└─ RemoteSource[1]
Layout: [regionkey:bigint, count:bigint]

Fragment 1 [HASH]
Output layout: [regionkey, count]
Output partitioning: SINGLE []
Aggregate(FINAL)[regionkey]
│   Layout: [regionkey:bigint, count:bigint]
│   Estimates: {rows: ? (?), cpu: ?, memory: ?, network: ?}
│   count := count("count_0")
└─ LocalExchange[HASH][$hashvalue] ("regionkey") │ Layout: [regionkey:bigint, count_0:bigint,$hashvalue:bigint]
│   Estimates: {rows: ? (?), cpu: ?, memory: ?, network: ?}
└─ RemoteSource[2]
Layout: [regionkey:bigint, count_0:bigint, $hashvalue_1:bigint] Fragment 2 [SOURCE] Output layout: [regionkey, count_0,$hashvalue_2]
Output partitioning: HASH [regionkey][$hashvalue_2] Project[] │ Layout: [regionkey:bigint, count_0:bigint,$hashvalue_2:bigint]
│   Estimates: {rows: ? (?), cpu: ?, memory: ?, network: ?}
│   $hashvalue_2 := combine_hash(bigint '0', COALESCE("$operator\$hash_code"("regionkey"), 0))
└─ Aggregate(PARTIAL)[regionkey]
│   Layout: [regionkey:bigint, count_0:bigint]
│   count_0 := count(*)
└─ TableScan[tpch:nation:sf0.01, grouped = false]
Layout: [regionkey:bigint]
Estimates: {rows: 25 (225B), cpu: 225, memory: 0B, network: 0B}
regionkey := tpch:regionkey


### Limitations#

Aggregation pushdown does not support a number of more complex statements:

• complex grouping operations such as ROLLUP, CUBE, or GROUPING SETS

• expressions inside the aggregation function call: sum(a * b)

• coercions: sum(integer_column)

• aggregations with ordering

• aggregations with filter

## Join pushdown#

Join pushdown allows the connector to delegate the table join operation to the underlying data source. This can result in performance gains, and allows Trino to perform the remaining query processing on a smaller amount of data.

The specifics for the supported pushdown of table joins varies for each data source, and therefore for each connector.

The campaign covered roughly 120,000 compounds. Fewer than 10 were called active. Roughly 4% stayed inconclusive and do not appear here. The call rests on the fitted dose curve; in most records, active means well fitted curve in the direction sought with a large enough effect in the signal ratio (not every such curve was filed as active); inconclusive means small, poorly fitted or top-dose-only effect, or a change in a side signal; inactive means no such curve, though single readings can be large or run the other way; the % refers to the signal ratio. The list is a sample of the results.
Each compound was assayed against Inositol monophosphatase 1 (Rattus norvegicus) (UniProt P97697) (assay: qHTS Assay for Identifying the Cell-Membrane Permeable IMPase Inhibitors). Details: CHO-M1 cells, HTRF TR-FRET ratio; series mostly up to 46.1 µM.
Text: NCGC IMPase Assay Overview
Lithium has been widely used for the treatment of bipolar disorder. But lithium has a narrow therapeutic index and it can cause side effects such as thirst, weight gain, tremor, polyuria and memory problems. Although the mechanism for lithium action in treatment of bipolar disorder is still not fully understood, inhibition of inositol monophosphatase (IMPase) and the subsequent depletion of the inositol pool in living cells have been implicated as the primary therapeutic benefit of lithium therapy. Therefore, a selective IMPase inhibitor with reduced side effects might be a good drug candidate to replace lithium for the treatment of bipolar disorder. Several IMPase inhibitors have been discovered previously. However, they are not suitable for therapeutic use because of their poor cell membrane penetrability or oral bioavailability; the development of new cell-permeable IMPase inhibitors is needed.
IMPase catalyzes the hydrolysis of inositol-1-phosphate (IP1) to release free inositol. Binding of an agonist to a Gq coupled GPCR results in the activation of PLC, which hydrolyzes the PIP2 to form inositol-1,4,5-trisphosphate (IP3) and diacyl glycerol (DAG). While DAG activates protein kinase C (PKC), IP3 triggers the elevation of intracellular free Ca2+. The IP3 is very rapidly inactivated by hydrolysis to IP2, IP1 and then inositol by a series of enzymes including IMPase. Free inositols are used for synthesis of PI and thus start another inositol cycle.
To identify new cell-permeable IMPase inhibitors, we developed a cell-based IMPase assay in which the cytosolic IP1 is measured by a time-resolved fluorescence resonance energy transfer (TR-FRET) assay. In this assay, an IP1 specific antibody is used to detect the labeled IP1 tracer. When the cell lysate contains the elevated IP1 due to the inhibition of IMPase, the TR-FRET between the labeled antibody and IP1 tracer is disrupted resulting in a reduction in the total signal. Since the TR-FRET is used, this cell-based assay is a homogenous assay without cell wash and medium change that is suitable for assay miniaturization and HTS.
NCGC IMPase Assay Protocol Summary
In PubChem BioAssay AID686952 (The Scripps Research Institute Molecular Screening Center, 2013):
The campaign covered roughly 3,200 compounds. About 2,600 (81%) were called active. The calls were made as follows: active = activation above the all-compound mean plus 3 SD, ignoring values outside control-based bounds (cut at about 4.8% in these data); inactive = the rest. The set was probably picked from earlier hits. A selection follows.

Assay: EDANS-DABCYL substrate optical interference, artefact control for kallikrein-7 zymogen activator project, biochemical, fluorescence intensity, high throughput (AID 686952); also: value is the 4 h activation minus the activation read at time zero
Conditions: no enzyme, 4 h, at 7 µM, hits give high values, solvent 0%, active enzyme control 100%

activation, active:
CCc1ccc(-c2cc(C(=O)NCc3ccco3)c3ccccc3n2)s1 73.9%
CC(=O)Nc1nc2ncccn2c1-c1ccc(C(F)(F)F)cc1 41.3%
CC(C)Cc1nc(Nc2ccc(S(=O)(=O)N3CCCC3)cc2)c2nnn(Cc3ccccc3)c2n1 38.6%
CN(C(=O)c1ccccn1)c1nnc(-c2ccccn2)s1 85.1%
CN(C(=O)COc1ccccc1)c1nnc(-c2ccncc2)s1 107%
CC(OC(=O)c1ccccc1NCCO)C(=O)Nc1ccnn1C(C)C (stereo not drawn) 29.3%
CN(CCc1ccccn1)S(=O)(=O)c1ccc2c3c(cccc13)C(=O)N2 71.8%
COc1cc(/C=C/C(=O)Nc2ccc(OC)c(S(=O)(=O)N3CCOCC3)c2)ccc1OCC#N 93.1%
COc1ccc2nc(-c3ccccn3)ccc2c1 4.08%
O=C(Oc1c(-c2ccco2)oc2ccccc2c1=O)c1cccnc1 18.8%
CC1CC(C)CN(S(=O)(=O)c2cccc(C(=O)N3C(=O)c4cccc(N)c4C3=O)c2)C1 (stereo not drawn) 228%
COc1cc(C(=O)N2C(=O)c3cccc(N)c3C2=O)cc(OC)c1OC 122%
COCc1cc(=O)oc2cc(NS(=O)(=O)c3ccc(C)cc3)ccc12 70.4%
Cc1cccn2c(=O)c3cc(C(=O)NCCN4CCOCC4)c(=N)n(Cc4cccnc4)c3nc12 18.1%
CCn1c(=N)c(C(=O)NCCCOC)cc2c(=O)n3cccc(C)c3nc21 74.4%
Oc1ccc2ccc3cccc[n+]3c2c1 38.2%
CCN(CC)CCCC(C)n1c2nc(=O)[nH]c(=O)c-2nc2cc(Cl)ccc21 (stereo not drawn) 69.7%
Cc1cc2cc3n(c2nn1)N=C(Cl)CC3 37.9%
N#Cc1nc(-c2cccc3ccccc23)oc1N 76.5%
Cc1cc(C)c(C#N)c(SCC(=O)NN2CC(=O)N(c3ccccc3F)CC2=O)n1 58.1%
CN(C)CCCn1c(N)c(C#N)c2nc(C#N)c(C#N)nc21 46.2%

However, there are some generic conditions that must be met in order for a join to be pushed down:

• all predicates that are part of the join must be possible to be pushed down

• the tables in the join must be from the same catalog

You can verify if pushdown for a specific join is performed by looking at the EXPLAIN plan of the query. The explain plan does not show a Join operator, if the join is pushed down to the data source by the connector:

EXPLAIN SELECT c.custkey, o.orderkey
FROM orders o JOIN customer c ON c.custkey = o.custkey;


The following plan results from the PostgreSQL connector querying TPCH data in a PostgreSQL database. It does not show any Join operator as a result of the successful join push down.

Fragment 0 [SINGLE]
Output layout: [custkey, orderkey]
Output partitioning: SINGLE []
Output[custkey, orderkey]
│   Layout: [custkey:bigint, orderkey:bigint]
│   Estimates: {rows: ? (?), cpu: ?, memory: 0B, network: ?}
└─ RemoteSource[1]
Layout: [orderkey:bigint, custkey:bigint]

Fragment 1 [SOURCE]
Output layout: [orderkey, custkey]
Output partitioning: SINGLE []
TableScan[postgres:Query[SELECT l."orderkey" AS "orderkey_0", l."custkey" AS "custkey_1", r."custkey" AS "custkey_2" FROM (SELECT "orderkey", "custkey" FROM "tpch"."orders") l INNER JOIN (SELECT "custkey" FROM "tpch"."customer") r O
Layout: [orderkey:bigint, custkey:bigint]
Estimates: {rows: ? (?), cpu: ?, memory: 0B, network: 0B}
orderkey := orderkey_0:bigint:int8
custkey := custkey_1:bigint:int8


It is typically beneficial to push down a join. Pushing down a join can also increase the row count compared to the size of the input to the join. This may impact performance.

## Limit pushdown#

A LIMIT or FETCH FIRST clause reduces the number of returned records for a statement. Limit pushdown enables a connector to push processing of such queries of unsorted record to the underlying data source.

A pushdown of this clause can improve the performance of the query and significantly reduce the amount of data transferred from the data source to Trino.

Queries include sections such as LIMIT N or FETCH FIRST N ROWS.

Implementation and support is connector-specific since different data sources have varying capabilities.

## Top-N pushdown#

The combination of a LIMIT or FETCH FIRST clause with an ORDER BY clause creates a small set of records to return out of a large sorted dataset. It relies on the order to determine which records need to be returned, and is therefore quite different to optimize compared to a Limit pushdown.

The pushdown for such a query is called a Top-N pushdown, since the operation is returning the top N rows. It enables a connector to push processing of such queries to the underlying data source, and therefore significantly reduces the amount of data transferred to and processed by Trino.

Queries include sections such as ORDER BY ... LIMIT N or ORDER BY ... FETCH FIRST N ROWS.

Implementation and support is connector-specific since different data sources support different SQL syntax and processing.